On Wednesday, Japanese Foreign Minister Taro Kono said to revise the 2015 Japan-South Korea “comfort women” agreement would be unacceptable and make relations between the two countries unmanageable.
South Korean President Moon Jae-in said the agreement regarding Japan’s wartime use of sex slaves unworkable. Moon explained, on Thursday, that the agreement was “seriously flawed” and “cannot solve” the countries’ longstanding dispute over the “comfort women.”
“Comfort women” referred to tens of thousands of women and girls – mostly from the Korean peninsula – who were coerced into working in Japanese military brothels before and during the World War II.
Moon’s made the remarks a day after a South Korean government taskforce said the agreement – in which Japan pledged to support the remaining survivors – had neglected to consider the former sex slaves’ feelings.
Kono, on the other hand, remained resolute, saying: “The Japan-South Korea agreement is an agreement between the two governments and one that has been highly appreciated by international society. If the South Korean government ... tried to revise the agreement that is already being implemented, that would make Japan’s ties with South Korea unmanageable and it would be unacceptable.”
But, Moon said: “This runs afoul of the established universal principle of the international community for settling history issues, and above all, it was a political agreement that excludes the victims themselves and citizens,” according to Yonhap news agency report.
“Along with citizens, I, as president, make it clear again that the comfort women issue can’t be settled through this deal,” the South Korean president added.
South Korean Foreign Minister Kang Kyung-wha also discounted his Japanese counterpart's statement, saying the agreement failed to meet the needs of victims and express deep disappointment with the terms of the deal.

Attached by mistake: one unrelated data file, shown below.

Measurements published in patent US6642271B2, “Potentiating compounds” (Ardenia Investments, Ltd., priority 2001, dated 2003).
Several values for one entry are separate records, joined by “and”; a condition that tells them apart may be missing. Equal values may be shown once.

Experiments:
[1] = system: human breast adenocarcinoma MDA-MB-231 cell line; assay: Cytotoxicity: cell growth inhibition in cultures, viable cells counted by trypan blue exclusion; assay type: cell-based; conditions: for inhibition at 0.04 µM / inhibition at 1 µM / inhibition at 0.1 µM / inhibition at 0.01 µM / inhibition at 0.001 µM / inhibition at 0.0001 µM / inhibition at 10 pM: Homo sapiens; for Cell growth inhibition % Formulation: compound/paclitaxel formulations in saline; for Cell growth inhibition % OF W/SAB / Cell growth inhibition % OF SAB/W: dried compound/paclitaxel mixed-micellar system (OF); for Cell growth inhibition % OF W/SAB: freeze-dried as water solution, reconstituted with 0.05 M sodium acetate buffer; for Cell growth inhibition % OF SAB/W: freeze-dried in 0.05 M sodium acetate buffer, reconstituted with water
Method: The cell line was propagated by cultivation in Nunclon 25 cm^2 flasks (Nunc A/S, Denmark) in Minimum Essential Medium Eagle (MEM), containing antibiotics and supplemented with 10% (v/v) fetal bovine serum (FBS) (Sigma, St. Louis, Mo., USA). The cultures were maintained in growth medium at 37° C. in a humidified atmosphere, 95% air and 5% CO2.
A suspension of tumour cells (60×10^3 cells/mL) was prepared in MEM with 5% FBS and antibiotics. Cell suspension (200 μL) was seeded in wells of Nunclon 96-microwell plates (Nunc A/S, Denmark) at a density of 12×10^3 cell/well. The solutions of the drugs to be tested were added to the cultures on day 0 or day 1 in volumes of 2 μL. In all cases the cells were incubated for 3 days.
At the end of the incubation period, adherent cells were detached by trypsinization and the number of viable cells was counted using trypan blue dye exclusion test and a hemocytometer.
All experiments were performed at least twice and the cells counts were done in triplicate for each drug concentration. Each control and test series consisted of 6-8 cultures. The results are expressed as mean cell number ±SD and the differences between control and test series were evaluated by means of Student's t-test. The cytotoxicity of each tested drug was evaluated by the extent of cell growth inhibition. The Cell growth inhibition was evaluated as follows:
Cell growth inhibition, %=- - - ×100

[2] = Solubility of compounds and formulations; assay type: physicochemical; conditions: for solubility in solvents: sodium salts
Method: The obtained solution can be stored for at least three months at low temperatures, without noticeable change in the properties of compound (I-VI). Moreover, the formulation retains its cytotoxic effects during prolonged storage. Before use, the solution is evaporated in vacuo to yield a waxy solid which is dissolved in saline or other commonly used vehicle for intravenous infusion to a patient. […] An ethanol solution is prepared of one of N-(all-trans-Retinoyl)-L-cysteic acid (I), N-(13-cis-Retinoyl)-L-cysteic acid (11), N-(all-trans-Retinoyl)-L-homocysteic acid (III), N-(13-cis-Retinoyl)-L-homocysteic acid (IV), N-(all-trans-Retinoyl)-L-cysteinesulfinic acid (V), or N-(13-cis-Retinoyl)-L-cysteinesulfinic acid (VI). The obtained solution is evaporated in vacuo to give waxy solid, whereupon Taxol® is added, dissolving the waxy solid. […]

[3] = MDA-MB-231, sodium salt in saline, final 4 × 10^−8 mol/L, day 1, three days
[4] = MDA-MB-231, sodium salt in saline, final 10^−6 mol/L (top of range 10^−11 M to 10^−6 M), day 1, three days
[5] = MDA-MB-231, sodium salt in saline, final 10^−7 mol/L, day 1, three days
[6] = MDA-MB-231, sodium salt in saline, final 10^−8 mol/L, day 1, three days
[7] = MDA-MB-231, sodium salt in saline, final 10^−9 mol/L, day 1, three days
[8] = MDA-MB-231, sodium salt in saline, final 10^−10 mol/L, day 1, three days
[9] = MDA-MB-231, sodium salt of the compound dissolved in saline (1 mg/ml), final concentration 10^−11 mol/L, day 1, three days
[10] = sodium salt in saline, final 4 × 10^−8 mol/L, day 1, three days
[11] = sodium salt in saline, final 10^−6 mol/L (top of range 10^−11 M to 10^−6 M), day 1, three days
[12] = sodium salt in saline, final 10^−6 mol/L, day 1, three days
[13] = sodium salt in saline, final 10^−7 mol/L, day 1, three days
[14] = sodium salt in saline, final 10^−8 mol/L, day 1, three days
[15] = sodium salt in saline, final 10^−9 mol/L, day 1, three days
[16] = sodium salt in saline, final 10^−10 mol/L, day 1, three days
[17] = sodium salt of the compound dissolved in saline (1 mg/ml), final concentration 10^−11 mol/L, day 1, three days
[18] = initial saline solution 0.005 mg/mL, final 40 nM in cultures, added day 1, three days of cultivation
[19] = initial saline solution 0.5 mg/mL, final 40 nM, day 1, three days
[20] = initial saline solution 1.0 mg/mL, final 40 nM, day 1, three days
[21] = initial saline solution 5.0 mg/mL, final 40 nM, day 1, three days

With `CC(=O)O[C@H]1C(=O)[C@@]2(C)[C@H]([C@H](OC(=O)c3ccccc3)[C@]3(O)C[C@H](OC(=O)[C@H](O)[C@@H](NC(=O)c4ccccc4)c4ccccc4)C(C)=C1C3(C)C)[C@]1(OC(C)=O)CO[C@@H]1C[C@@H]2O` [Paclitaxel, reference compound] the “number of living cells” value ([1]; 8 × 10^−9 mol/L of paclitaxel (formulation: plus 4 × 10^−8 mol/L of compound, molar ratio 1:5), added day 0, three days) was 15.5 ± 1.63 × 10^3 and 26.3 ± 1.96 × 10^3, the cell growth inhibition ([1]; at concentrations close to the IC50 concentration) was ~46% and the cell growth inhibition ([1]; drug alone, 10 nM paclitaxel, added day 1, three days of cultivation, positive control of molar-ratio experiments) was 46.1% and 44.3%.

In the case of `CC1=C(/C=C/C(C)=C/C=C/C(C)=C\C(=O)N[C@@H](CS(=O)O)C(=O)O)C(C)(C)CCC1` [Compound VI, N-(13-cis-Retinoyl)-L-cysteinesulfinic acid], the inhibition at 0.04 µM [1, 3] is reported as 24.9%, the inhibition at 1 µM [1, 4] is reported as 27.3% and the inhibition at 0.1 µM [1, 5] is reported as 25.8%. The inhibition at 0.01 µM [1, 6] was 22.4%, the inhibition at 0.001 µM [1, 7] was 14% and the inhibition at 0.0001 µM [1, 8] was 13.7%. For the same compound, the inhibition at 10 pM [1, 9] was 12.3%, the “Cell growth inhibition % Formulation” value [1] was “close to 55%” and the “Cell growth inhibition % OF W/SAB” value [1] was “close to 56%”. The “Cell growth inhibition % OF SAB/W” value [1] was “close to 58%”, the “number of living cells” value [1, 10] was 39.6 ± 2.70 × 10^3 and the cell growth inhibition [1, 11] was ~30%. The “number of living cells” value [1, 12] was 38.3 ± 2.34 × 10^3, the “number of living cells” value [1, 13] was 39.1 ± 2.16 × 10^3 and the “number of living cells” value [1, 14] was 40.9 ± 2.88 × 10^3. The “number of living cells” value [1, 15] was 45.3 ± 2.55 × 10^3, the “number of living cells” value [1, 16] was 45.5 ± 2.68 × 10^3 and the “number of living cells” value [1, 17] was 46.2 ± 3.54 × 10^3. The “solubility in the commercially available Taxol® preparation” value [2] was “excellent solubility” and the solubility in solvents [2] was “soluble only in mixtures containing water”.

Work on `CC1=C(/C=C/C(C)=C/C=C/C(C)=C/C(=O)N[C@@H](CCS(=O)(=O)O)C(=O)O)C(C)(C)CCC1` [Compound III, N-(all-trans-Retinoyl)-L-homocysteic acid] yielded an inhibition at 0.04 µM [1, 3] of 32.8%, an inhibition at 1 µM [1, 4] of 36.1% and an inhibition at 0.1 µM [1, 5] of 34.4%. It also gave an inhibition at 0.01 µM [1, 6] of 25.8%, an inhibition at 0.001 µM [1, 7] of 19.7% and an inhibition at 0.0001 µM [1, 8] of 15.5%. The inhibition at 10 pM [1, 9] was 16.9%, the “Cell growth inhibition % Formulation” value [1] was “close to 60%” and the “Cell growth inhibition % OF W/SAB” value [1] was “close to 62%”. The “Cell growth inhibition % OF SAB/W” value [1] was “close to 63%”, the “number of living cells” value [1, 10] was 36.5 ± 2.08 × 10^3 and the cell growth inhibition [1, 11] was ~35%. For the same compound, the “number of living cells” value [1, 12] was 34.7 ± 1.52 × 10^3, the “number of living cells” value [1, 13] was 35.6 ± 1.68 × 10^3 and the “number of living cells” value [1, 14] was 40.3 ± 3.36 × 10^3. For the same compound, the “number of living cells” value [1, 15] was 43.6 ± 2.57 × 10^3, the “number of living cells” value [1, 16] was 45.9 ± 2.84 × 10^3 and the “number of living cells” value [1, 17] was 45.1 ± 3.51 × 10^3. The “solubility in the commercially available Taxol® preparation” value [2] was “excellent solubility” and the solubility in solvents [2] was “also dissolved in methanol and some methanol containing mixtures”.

“I apologize for giving wounds of the heart to the victims, their families, civil society that support them and all other people because the agreement failed to sufficiently reflect a victim-oriented approach, which is the universal standard in resolving human rights issues,” South Korea’s foreign minister, Kang Kyung-wha, said.
The disagreement puts both countries at odds and on a diplomatic collision course.
The South Korean task force pointed out that the dispute could not be “fundamentally resolved” because the victims’ demand for compensation was omitted from the agreement.
Under the accord with Moon's predecessor, disgraced ex-President Park Geun-hye, Japan apologized to the surviving victims and provided $8.8m to a welfare fund.
Moon had reviewed the agreement soon after taking office in May and has repeatedly stated that the deal is not supported by the South Korean people.
Both countries have agreed to not criticize each other at international forums, while South Korea vowed to remove statues erected in honor of the women.
As many as 200,000 women – mostly Koreans, but also Chinese, south-east Asians and a small number of Japanese and Europeans – were reportedly forced or tricked into working in military brothels between 1932 and Japan’s defeat in 1945.
Yonhap reported that the 36 survivors, who were alive when the Dec. 2015 agreement was reached, have received or will receive money from the Japanese fund.